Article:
The indirect tax department sends notices to various private equity companies, strategic investors, and other firms who have acquired businesses and have signed contracts with the sellers. The notice has been sent demanding them to pay 18% GST on the non-compete fee.
As per the tax department, a non-compete agreement is nothing but a service rendered by a seller of the business to a buyer. In mergers and acquisitions (M&A) situations, the issue regarding the tax department seeking to impose GST on non-compete fees has been cropping up in recent times.
One such instance involved a technology-based company in Bengaluru that sold the business for around Rs 1,000 crore to some investors. The non-compete fee was about 20% of the contract value.
The sellers— a group of promoters— accepted that they would not initiate a new business in a competition for three years. They also gave their consent, confirming that they will not get in touch with the present customers of the company in any way. The buyers have now received a notice demanding them to pay GST charges on the value that is enclosed in the non-compete agreement.
There has been another instance wherein a senior executive in an infrastructure firm was given a non-compete free from an acquirer of a firm for not revealing specific company-related information during the acquisition.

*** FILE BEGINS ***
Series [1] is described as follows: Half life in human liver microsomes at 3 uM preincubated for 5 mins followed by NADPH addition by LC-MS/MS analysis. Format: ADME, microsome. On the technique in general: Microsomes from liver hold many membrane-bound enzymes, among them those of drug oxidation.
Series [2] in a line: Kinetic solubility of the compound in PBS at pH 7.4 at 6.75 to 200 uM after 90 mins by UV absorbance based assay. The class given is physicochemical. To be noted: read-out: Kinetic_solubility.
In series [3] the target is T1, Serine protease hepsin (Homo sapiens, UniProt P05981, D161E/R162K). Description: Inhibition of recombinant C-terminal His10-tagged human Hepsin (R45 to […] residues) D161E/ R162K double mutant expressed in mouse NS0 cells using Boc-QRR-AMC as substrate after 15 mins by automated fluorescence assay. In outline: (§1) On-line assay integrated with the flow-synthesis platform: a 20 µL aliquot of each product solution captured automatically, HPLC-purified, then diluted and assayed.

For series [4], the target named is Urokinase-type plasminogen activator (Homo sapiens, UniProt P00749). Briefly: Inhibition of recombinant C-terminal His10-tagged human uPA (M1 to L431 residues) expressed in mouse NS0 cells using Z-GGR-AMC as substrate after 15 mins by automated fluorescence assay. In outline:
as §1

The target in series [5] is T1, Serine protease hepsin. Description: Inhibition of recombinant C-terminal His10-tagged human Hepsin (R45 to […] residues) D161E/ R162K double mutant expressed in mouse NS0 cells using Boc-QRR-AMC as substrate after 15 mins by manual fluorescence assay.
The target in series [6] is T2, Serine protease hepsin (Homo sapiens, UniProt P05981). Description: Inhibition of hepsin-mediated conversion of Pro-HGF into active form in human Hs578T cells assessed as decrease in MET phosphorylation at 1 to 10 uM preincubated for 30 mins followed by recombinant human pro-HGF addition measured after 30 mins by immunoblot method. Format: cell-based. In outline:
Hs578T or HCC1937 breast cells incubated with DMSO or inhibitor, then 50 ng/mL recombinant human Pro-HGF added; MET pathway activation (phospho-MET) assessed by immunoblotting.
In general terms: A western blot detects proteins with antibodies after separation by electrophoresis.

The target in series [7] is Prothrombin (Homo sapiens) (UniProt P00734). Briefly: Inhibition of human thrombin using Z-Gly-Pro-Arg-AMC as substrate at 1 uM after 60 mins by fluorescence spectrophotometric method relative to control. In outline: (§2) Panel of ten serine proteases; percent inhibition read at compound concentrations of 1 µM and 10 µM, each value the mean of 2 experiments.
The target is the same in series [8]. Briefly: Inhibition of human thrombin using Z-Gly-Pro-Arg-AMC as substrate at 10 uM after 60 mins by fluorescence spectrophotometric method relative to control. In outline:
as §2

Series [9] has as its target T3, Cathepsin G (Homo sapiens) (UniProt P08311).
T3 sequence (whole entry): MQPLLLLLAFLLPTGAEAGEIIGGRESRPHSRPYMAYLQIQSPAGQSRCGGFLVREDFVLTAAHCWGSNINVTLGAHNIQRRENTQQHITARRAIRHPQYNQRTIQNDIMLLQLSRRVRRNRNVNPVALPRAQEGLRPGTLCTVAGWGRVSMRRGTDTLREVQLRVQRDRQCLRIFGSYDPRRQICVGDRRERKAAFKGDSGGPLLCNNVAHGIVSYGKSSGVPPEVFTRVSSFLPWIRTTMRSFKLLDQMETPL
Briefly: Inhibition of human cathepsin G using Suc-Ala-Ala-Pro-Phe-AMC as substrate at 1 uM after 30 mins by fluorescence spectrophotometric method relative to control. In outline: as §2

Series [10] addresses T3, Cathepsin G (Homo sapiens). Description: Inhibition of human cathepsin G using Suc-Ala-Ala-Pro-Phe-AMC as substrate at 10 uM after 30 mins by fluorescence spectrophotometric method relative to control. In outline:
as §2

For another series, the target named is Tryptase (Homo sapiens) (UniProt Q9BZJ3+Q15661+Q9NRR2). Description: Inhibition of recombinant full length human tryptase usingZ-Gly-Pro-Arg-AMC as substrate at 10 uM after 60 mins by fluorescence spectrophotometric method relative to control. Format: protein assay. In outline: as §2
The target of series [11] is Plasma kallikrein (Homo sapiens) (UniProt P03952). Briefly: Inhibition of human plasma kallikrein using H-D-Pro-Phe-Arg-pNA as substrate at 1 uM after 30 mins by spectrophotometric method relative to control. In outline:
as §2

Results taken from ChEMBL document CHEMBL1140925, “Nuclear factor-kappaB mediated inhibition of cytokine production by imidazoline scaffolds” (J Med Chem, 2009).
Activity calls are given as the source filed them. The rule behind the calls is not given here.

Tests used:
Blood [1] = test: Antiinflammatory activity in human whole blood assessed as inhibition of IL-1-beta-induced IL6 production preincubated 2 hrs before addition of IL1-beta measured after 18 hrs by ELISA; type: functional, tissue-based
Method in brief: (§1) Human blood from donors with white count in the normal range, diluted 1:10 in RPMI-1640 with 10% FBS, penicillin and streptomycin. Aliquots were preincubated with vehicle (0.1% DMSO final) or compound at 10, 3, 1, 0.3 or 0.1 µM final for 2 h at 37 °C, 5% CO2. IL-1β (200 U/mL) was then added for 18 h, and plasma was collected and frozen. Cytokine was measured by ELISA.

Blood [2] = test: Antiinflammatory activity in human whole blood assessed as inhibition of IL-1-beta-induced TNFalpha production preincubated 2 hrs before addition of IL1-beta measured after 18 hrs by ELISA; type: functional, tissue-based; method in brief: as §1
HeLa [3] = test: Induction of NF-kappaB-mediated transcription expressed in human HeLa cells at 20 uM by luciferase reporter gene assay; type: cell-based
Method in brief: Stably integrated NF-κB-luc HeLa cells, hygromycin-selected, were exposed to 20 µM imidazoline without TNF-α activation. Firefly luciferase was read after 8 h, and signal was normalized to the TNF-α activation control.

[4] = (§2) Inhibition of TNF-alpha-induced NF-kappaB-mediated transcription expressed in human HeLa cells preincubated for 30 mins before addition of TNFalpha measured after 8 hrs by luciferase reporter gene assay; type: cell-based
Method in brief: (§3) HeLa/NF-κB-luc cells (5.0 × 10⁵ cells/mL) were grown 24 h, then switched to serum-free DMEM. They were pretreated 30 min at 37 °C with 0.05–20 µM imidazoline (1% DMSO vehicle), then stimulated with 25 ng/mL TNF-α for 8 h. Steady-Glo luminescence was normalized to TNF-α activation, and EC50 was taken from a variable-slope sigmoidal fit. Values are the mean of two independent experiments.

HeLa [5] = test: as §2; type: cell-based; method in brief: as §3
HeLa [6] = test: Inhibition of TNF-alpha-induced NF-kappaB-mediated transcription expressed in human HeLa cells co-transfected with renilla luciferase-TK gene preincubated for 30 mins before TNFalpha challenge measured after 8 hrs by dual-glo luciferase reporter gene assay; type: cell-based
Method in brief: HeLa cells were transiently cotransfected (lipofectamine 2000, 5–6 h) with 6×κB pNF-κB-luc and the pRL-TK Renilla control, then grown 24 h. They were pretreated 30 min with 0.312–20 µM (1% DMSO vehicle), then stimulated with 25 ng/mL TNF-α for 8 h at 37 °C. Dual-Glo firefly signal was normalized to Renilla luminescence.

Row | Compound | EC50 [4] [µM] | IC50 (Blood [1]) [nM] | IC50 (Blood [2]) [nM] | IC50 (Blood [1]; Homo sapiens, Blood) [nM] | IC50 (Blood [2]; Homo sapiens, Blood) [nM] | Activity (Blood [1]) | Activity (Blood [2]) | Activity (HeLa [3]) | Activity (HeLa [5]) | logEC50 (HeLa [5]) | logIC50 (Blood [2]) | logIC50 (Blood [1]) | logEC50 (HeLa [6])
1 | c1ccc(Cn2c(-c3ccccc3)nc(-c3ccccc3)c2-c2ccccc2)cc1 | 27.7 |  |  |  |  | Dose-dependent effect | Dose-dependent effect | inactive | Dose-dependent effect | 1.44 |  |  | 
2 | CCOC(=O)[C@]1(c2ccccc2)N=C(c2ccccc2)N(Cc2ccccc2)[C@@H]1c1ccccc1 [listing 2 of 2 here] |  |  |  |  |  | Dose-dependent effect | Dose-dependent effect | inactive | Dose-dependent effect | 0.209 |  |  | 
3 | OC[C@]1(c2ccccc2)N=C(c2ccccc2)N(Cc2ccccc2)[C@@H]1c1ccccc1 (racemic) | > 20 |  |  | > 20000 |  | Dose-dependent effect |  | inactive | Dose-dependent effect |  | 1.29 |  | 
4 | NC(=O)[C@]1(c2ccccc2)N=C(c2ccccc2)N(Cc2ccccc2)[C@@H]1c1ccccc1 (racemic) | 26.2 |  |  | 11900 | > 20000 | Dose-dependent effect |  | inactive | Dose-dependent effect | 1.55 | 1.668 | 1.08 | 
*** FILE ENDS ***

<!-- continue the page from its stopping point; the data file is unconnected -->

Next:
“Acknowledging to an obligation in order to refrain from an act or to withstand an act or a circumstance or to perform an act” is also regarded to be an economic activity on which GST charges can be levied, according to the GST framework. Tax experts seem to have a difference of opinion concerning whether tax needs to be levied on non-compete fees or not.
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Bhavana is a Senior Content Writer handling the GST vertical. She is committed, professional, and has a flair for writing. When away from work, she enjoys watching movies and playing with her son. One thing she can’t resist is SHOPPING! Her favourite quote is: “Luck is what happens when preparation meets opportunity”.